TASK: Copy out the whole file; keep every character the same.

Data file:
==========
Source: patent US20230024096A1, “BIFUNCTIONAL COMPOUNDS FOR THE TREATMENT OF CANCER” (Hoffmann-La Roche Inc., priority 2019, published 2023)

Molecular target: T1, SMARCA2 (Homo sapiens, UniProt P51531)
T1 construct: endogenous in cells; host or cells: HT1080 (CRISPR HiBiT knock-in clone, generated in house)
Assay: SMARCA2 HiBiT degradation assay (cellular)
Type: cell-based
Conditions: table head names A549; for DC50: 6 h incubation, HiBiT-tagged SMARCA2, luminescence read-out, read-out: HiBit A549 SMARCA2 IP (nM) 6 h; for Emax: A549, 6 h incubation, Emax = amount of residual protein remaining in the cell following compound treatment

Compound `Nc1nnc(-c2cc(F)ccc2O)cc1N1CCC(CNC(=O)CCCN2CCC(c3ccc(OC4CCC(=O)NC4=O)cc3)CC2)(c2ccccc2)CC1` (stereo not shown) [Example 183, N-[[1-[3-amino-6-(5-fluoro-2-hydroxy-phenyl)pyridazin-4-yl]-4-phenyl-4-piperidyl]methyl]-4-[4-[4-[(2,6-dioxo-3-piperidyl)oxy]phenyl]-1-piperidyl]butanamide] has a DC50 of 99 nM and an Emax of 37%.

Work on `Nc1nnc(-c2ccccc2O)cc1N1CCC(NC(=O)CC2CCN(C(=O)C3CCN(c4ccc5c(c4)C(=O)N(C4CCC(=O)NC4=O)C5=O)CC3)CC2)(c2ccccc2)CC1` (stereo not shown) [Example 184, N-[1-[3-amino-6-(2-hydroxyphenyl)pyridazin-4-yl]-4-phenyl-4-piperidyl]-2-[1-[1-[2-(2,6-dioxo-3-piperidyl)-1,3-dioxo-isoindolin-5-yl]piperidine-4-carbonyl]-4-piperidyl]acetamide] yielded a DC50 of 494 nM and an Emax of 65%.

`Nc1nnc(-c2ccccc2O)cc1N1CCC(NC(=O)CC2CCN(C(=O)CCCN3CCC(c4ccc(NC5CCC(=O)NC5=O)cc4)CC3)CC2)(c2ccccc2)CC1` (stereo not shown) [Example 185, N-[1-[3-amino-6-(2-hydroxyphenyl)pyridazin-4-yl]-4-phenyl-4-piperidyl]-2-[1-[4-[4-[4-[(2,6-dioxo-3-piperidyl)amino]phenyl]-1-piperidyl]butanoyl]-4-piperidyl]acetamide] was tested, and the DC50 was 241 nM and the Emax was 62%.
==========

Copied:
Source: patent US20230024096A1, “BIFUNCTIONAL COMPOUNDS FOR THE TREATMENT OF CANCER” (Hoffmann-La Roche Inc., priority 2019, published 2023)

Molecular target: T1, SMARCA2 (Homo sapiens, UniProt P51531)
T1 construct: endogenous in cells; host or cells: HT1080 (CRISPR HiBiT knock-in clone, generated in house)
Assay: SMARCA2 HiBiT degradation assay (cellular)
Type: cell-based
Conditions: table head names A549; for DC50: 6 h incubation, HiBiT-tagged SMARCA2, luminescence read-out, read-out: HiBit A549 SMARCA2 IP (nM) 6 h; for Emax: A549, 6 h incubation, Emax = amount of residual protein remaining in the cell following compound treatment

Compound `Nc1nnc(-c2cc(F)ccc2O)cc1N1CCC(CNC(=O)CCCN2CCC(c3ccc(OC4CCC(=O)NC4=O)cc3)CC2)(c2ccccc2)CC1` (stereo not shown) [Example 183, N-[[1-[3-amino-6-(5-fluoro-2-hydroxy-phenyl)pyridazin-4-yl]-4-phenyl-4-piperidyl]methyl]-4-[4-[4-[(2,6-dioxo-3-piperidyl)oxy]phenyl]-1-piperidyl]butanamide] has a DC50 of 99 nM and an Emax of 37%.

Work on `Nc1nnc(-c2ccccc2O)cc1N1CCC(NC(=O)CC2CCN(C(=O)C3CCN(c4ccc5c(c4)C(=O)N(C4CCC(=O)NC4=O)C5=O)CC3)CC2)(c2ccccc2)CC1` (stereo not shown) [Example 184, N-[1-[3-amino-6-(2-hydroxyphenyl)pyridazin-4-yl]-4-phenyl-4-piperidyl]-2-[1-[1-[2-(2,6-dioxo-3-piperidyl)-1,3-dioxo-isoindolin-5-yl]piperidine-4-carbonyl]-4-piperidyl]acetamide] yielded a DC50 of 494 nM and an Emax of 65%.

`Nc1nnc(-c2ccccc2O)cc1N1CCC(NC(=O)CC2CCN(C(=O)CCCN3CCC(c4ccc(NC5CCC(=O)NC5=O)cc4)CC3)CC2)(c2ccccc2)CC1` (stereo not shown) [Example 185, N-[1-[3-amino-6-(2-hydroxyphenyl)pyridazin-4-yl]-4-phenyl-4-piperidyl]-2-[1-[4-[4-[4-[(2,6-dioxo-3-piperidyl)amino]phenyl]-1-piperidyl]butanoyl]-4-piperidyl]acetamide] was tested, and the DC50 was 241 nM and the Emax was 62%.